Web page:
The Office “Dinner Party” - A classic episode, one of my favorites for how well it was put together and carried by the acting. The tension build between characters Michael and Jan, and how increasingly uncomfortable it makes the other characters (and the viewers)… I relate to it because (a long time ago) I witnessed something similar when attending a housewarming party for a coworker, and watched as he and his girlfriend escalated into a full-blown screaming match. And they called each other “Babe” the whole evening, just like Michael and Jan.

Recently Listened

This week’s rotation included Peggy Gou, Fin.K.L., GOWE, and The Fat Boys

[Podcast] Dolly Parton’s America, “Dollitics - Fascinating. I admire, very much, her ability to accept and forgive. 

[Podcast] The Moth: Around The World - “Judge less, and help more”. Kwong Yue Yang’s story about a helpful stranger.  Note: his is the second story in the episode. 


Post notes

I had something else written for topic [two] but changed it right before sending out the newsletter. It was more personal than I was willing to share, at least for now. A common request I get (for this newsletter) is to share more photos so, I opted to do that instead.

I’m keeping up with Screen / Life Balance’s “30 Days of Gratitude” posts on my blog.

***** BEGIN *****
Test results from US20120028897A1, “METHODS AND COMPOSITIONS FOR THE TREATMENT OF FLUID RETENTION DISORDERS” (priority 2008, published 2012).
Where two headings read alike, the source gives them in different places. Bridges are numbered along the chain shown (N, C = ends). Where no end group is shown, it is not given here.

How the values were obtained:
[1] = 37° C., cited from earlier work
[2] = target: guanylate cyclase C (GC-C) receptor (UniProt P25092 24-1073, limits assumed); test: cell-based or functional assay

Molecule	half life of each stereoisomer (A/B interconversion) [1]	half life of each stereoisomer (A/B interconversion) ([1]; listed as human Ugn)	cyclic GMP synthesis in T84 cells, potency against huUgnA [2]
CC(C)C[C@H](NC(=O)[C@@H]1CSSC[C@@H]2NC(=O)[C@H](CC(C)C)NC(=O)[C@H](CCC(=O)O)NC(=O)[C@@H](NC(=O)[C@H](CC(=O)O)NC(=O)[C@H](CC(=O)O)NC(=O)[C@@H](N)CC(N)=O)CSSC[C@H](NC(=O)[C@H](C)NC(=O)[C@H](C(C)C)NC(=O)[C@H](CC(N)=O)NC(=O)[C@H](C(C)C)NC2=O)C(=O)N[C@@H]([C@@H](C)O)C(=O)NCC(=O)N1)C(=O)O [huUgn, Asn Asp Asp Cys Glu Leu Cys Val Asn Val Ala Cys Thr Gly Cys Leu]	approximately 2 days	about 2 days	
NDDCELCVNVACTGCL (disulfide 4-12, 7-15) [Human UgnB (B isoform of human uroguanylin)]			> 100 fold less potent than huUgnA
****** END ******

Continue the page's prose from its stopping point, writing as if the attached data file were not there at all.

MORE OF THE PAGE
Nov 4 - Nov 10

Five Things for the Week

Hello! The above photo is SOOC (straight out of the camera), which means no post-processing (editing). I saw this in my head (while on a hike) and knew what I wanted, and how I wanted the color to turn out. For this frame, I took six pictures, with different camera settings, and settled on the one above as being my favorite of those six.

I chose my Fujifilm X-series cameras for a few reasons. Mainly because their smaller form, the abundance of manual setting controls, and the image quality that come from them. But, I’m also coming to appreciate the different film simulations that are built into the camera, allowing me to apply those filters to the image as I’m photographing versus having to spend time post-processing.

The point is that these cameras are great tools for me. They allow me to spend more time achieving what I want to, in the moment, and less time “fixing” things afterwards. This is what I want more of in my life.